One statistic shows that more than 90% of the Afghan population suffers from depression and stress. Try to think also of those who have a son or, like me, a daughter, if I send her to school, I never know if she comes home and I myself when I leave for these campaigns to assist the distribution of food to the population, I never know if my husband and I will return home alive.

Many young Afghans who go to Pakistan to work end up in the construction sector and are subjected to brutal exploitation and therefore very often begin to take drugs.

So, the daily life of the normal population is at great risk and it is stressful to live in this way and therefore you can add all the additional risk that people who carry out political and social activism against the regime run.

The greatest danger activists face is targeted personal attacks, arrests, missing kidnappings and killings.

There is no judicial system to turn to, but the law imposed by the regime applies.

And executions with stoning still continue in our country.

One can therefore imagine how tiring and difficult the life of those who oppose it is and RAWA has managed to survive for 40 years thanks to the activities carried out in hiding.

Afghanistan is a tormented country but also very beautiful, what are the beauties you can still think of?

The beauty of my country lies in the fact that despite all the suffering, people resist by continuing for example to let their daughters and sons study.

Even in the most peripheral villages I happened to see elderly men accompany the girls to school with all the risks that this entails even for long journeys on foot.

People in Afghanistan know very well that the only way to change things is to allow their sons and daughters to study, and this in a country whose economy is mainly based on agriculture.

Another beautiful thing about my country is the friendship that people experience despite ethnic and religious differences, and this happens not only between women and intellectuals but also in rural areas.

We know that we are a very poor country but we also know that our country has enormous resources that actually make it very rich.

We have suffered all the wars because we are a country rich in resources, we have a lot of water, a reason for future wars.

And art? Is creative activity still possible?

Artists must hide their activity because it is forbidden to produce art. They must camouflage themselves because they are at risk of targeted killings and repression and therefore it is almost impossible to produce art but it is still produced clandestinely.

At the level of international public opinion there is a lot of sensitivity on Afghan events, how important it is to disavow the Taliban regime and therefore interrupt commercial relations with the regime?

It's very important. There is a disconnect between what civil society wants and international politics, your Western governments continue to trade with Afghanistan precisely for its raw materials such as lithium used to build mobile phones and the action of civil society must be to pressure your governments to block these relations with the Taliban regime and completely disavow the current fundamentalist government, as RAWA asks.

What does it mean to be a political organization that opposes the Taliban regime?

Being a political organization for us means first of all starting from the essential needs of the population that is in a condition of great poverty with high mortality from hunger spread throughout the country. RAWA has never been a non-governmental organization, it has never registered in government offices, it has always been an illegal organization, it has always been a grassroots organization that fortunately has developed relationships with other organizations internationally, especially with progressive feminist organizations that have started and continue to support us.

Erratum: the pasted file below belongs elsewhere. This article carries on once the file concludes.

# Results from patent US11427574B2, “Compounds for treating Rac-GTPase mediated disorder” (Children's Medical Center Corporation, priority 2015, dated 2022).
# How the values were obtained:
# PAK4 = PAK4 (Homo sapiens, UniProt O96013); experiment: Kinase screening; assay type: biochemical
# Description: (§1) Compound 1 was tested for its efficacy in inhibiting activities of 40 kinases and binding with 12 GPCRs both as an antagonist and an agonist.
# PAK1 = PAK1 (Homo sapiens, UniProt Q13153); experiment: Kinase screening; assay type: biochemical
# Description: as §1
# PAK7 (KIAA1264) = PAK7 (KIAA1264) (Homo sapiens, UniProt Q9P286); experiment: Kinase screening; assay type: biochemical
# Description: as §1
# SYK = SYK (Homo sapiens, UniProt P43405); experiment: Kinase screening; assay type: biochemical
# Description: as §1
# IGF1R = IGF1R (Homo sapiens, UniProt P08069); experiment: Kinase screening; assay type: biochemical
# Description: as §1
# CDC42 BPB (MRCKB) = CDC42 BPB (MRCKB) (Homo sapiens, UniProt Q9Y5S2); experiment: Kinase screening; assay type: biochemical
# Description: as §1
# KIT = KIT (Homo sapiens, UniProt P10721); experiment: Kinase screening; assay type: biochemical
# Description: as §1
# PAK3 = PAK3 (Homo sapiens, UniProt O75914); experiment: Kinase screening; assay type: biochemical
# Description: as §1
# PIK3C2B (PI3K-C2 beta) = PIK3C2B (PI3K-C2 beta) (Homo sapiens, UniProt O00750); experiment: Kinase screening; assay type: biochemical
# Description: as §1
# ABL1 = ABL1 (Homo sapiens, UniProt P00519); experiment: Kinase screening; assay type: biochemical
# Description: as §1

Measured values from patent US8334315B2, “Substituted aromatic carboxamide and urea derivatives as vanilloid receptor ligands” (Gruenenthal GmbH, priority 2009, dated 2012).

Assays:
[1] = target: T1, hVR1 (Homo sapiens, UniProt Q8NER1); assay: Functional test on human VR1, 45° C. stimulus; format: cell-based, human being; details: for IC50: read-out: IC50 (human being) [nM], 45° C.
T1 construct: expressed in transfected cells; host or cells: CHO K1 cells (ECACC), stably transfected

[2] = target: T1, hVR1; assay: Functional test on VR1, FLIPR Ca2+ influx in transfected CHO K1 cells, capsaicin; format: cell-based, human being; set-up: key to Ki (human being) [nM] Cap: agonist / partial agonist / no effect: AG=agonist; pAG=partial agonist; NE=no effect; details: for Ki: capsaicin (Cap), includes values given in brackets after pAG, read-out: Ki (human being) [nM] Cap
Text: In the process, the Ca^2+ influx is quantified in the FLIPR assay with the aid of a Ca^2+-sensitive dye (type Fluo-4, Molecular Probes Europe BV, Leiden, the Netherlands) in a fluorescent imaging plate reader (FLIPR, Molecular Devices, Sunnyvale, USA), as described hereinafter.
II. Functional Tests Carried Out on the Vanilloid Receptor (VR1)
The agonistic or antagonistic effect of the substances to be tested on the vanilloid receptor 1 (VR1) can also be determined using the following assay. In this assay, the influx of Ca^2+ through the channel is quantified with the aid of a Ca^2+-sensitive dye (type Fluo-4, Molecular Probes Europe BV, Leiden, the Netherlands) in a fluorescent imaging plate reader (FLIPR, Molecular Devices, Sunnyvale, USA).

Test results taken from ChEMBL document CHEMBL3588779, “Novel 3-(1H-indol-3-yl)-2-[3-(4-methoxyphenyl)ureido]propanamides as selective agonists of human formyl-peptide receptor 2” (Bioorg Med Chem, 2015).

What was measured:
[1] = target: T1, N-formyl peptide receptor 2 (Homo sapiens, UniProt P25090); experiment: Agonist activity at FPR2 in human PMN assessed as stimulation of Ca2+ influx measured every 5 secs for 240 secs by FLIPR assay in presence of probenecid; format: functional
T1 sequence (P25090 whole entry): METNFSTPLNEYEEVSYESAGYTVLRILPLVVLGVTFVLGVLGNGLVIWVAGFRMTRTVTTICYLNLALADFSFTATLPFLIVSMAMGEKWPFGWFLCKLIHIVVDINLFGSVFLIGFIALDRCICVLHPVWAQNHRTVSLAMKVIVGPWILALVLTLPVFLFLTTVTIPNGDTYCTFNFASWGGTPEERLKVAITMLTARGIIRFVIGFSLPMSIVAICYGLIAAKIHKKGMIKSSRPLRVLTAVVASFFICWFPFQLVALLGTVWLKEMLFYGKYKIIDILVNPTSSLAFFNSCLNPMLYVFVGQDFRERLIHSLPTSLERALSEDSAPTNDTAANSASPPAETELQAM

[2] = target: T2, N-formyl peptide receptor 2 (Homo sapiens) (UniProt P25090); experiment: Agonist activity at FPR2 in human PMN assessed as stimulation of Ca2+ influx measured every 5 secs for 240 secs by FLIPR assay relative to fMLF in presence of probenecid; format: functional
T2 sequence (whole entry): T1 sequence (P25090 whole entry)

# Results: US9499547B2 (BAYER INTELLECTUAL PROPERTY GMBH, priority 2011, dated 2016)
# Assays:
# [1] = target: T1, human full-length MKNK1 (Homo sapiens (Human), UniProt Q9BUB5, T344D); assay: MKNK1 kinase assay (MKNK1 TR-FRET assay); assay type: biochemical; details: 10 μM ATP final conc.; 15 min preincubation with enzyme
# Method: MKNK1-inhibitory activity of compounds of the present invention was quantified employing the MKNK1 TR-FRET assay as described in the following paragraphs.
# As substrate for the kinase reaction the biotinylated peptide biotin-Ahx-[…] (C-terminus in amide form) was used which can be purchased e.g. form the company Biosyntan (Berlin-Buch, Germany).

In Italy we have the support of CISDA and it is very important, as are the missions that CISDA has carried out from Italy to Afghanistan and vice versa from Afghanistan to Italy as the latter brought me here to Italy.

What concrete help can we give you?

Of course, to continue operating we need funds, fundraising becomes very difficult when media attention is low, and therefore we need to revitalize this fundraising that for anti-government activists is vital.

All our humanitarian activity is never done in the name of RAWA for security reasons.

If we compare what we are able to do with the enormous needs of the Afghan people, our action is a small drop.

But the difference between our fundraising and other fundraising is that every fund we raise immediately reaches the country and the Afghan people. And of course, both we in Afghanistan and CISDA in Italy do a completely voluntary activity. There are no salaries.

It is also important to join the international campaigns in our support, in Italy proposed by CISDA and continue to talk about Afghanistan to keep international attention alive.

Does your departure from Afghanistan and your return involve considerable risks?

For twenty years there have been delegations between Italy and Afghanistan and how I managed to arrive today would be a long story to tell. The last visit to Italy by RAWA was in 2017 and the last visit by Italy to Afghanistan organized by CISDA was in 2019 and since then there have been a number of problems and restrictions for travel related to the granting of visas, but Covid has also made these visits difficult. The big problem for us Afghan women is also to arrive only at the border, it is very difficult because we cannot travel alone but we have to be escorted by men and therefore getting here is very complicated also because it often requires staying in neighbouring countries such as Pakistan and Iran for months before being able to obtain the OK of the visa to allow entry into the Schengen area. This is why I ask you not to take pictures of me and if you make them cover my face precisely because I have to return to my country and I run a great risk, I must not be recognized, I am illegal.